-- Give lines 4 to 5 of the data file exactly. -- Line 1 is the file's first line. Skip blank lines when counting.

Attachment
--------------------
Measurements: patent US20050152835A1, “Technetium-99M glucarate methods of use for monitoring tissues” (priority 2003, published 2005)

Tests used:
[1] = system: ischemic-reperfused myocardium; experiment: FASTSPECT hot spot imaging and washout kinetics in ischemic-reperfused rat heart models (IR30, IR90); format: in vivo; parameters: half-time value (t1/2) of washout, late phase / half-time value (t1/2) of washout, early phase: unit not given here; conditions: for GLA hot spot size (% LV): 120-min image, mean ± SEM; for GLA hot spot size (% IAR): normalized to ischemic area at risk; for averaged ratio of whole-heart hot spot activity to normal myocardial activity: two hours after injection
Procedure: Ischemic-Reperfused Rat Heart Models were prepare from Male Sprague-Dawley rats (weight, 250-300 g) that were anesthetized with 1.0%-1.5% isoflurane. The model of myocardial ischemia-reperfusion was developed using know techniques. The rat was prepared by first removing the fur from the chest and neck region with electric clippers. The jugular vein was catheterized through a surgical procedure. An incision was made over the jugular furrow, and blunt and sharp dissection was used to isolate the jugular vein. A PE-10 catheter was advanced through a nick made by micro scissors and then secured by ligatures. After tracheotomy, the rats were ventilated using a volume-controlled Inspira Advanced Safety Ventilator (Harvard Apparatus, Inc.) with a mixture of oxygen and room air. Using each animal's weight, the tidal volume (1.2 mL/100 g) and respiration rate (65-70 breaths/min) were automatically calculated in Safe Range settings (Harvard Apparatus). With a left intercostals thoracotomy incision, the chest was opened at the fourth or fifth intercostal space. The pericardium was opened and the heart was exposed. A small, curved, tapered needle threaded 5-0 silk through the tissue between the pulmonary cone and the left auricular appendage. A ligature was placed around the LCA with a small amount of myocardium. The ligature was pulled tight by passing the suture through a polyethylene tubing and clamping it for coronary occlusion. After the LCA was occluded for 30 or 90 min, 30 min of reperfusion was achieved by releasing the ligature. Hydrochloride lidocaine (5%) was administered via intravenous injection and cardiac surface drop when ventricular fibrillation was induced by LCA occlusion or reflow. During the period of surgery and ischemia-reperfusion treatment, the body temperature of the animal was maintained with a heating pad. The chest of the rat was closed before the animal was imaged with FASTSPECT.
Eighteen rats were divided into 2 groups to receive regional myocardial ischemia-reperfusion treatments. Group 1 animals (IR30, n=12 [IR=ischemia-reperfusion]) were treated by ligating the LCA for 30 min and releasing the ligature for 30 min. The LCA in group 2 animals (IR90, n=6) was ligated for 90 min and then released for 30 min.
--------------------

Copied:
Procedure: Ischemic-Reperfused Rat Heart Models were prepare from Male Sprague-Dawley rats (weight, 250-300 g) that were anesthetized with 1.0%-1.5% isoflurane. The model of myocardial ischemia-reperfusion was developed using know techniques. The rat was prepared by first removing the fur from the chest and neck region with electric clippers. The jugular vein was catheterized through a surgical procedure. An incision was made over the jugular furrow, and blunt and sharp dissection was used to isolate the jugular vein. A PE-10 catheter was advanced through a nick made by micro scissors and then secured by ligatures. After tracheotomy, the rats were ventilated using a volume-controlled Inspira Advanced Safety Ventilator (Harvard Apparatus, Inc.) with a mixture of oxygen and room air. Using each animal's weight, the tidal volume (1.2 mL/100 g) and respiration rate (65-70 breaths/min) were automatically calculated in Safe Range settings (Harvard Apparatus). With a left intercostals thoracotomy incision, the chest was opened at the fourth or fifth intercostal space. The pericardium was opened and the heart was exposed. A small, curved, tapered needle threaded 5-0 silk through the tissue between the pulmonary cone and the left auricular appendage. A ligature was placed around the LCA with a small amount of myocardium. The ligature was pulled tight by passing the suture through a polyethylene tubing and clamping it for coronary occlusion. After the LCA was occluded for 30 or 90 min, 30 min of reperfusion was achieved by releasing the ligature. Hydrochloride lidocaine (5%) was administered via intravenous injection and cardiac surface drop when ventricular fibrillation was induced by LCA occlusion or reflow. During the period of surgery and ischemia-reperfusion treatment, the body temperature of the animal was maintained with a heating pad. The chest of the rat was closed before the animal was imaged with FASTSPECT.
Eighteen rats were divided into 2 groups to receive regional myocardial ischemia-reperfusion treatments. Group 1 animals (IR30, n=12 [IR=ischemia-reperfusion]) were treated by ligating the LCA for 30 min and releasing the ligature for 30 min. The LCA in group 2 animals (IR90, n=6) was ligated for 90 min and then released for 30 min.